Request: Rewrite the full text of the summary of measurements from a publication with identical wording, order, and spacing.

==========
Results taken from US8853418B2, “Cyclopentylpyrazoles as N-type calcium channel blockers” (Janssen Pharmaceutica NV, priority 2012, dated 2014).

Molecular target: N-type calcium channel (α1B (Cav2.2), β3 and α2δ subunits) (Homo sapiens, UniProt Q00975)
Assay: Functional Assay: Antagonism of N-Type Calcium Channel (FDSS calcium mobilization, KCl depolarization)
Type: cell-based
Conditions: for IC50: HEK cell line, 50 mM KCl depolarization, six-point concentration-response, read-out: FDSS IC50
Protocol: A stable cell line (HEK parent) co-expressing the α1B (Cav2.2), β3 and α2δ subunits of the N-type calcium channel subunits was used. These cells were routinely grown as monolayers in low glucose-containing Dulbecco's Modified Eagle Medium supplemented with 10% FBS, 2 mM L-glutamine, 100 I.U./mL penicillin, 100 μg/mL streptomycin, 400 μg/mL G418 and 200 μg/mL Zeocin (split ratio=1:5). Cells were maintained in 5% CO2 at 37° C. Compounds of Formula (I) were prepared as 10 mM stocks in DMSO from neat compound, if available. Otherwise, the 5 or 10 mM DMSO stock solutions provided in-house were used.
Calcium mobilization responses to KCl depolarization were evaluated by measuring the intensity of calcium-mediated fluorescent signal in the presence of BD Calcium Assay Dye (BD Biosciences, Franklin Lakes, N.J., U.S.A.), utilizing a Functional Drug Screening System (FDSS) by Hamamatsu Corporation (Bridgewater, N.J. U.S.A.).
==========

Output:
Results taken from US8853418B2, “Cyclopentylpyrazoles as N-type calcium channel blockers” (Janssen Pharmaceutica NV, priority 2012, dated 2014).

Molecular target: N-type calcium channel (α1B (Cav2.2), β3 and α2δ subunits) (Homo sapiens, UniProt Q00975)
Assay: Functional Assay: Antagonism of N-Type Calcium Channel (FDSS calcium mobilization, KCl depolarization)
Type: cell-based
Conditions: for IC50: HEK cell line, 50 mM KCl depolarization, six-point concentration-response, read-out: FDSS IC50
Protocol: A stable cell line (HEK parent) co-expressing the α1B (Cav2.2), β3 and α2δ subunits of the N-type calcium channel subunits was used. These cells were routinely grown as monolayers in low glucose-containing Dulbecco's Modified Eagle Medium supplemented with 10% FBS, 2 mM L-glutamine, 100 I.U./mL penicillin, 100 μg/mL streptomycin, 400 μg/mL G418 and 200 μg/mL Zeocin (split ratio=1:5). Cells were maintained in 5% CO2 at 37° C. Compounds of Formula (I) were prepared as 10 mM stocks in DMSO from neat compound, if available. Otherwise, the 5 or 10 mM DMSO stock solutions provided in-house were used.
Calcium mobilization responses to KCl depolarization were evaluated by measuring the intensity of calcium-mediated fluorescent signal in the presence of BD Calcium Assay Dye (BD Biosciences, Franklin Lakes, N.J., U.S.A.), utilizing a Functional Drug Screening System (FDSS) by Hamamatsu Corporation (Bridgewater, N.J. U.S.A.).